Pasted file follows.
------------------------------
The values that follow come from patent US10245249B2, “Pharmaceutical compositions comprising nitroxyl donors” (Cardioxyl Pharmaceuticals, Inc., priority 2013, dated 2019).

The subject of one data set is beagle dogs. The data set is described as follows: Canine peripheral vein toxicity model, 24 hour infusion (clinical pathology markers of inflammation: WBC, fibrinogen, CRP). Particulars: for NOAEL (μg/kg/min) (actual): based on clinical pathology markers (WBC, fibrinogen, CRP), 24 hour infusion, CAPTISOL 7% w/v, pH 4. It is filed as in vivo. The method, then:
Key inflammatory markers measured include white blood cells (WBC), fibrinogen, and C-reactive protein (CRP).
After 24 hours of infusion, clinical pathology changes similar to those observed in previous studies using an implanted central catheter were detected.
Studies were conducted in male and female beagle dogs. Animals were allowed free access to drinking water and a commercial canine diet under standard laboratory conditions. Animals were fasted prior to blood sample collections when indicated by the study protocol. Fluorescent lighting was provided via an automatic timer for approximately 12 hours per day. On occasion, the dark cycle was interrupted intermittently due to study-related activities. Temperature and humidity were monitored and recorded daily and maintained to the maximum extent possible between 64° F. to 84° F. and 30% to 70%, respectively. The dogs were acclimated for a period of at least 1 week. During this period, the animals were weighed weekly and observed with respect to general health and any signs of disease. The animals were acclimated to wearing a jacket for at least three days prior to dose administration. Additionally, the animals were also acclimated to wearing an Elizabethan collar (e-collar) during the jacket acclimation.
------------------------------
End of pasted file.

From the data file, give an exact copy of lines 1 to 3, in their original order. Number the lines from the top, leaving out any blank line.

The values that follow come from patent US10245249B2, “Pharmaceutical compositions comprising nitroxyl donors” (Cardioxyl Pharmaceuticals, Inc., priority 2013, dated 2019).

The subject of one data set is beagle dogs. The data set is described as follows: Canine peripheral vein toxicity model, 24 hour infusion (clinical pathology markers of inflammation: WBC, fibrinogen, CRP). Particulars: for NOAEL (μg/kg/min) (actual): based on clinical pathology markers (WBC, fibrinogen, CRP), 24 hour infusion, CAPTISOL 7% w/v, pH 4. It is filed as in vivo. The method, then:
Key inflammatory markers measured include white blood cells (WBC), fibrinogen, and C-reactive protein (CRP).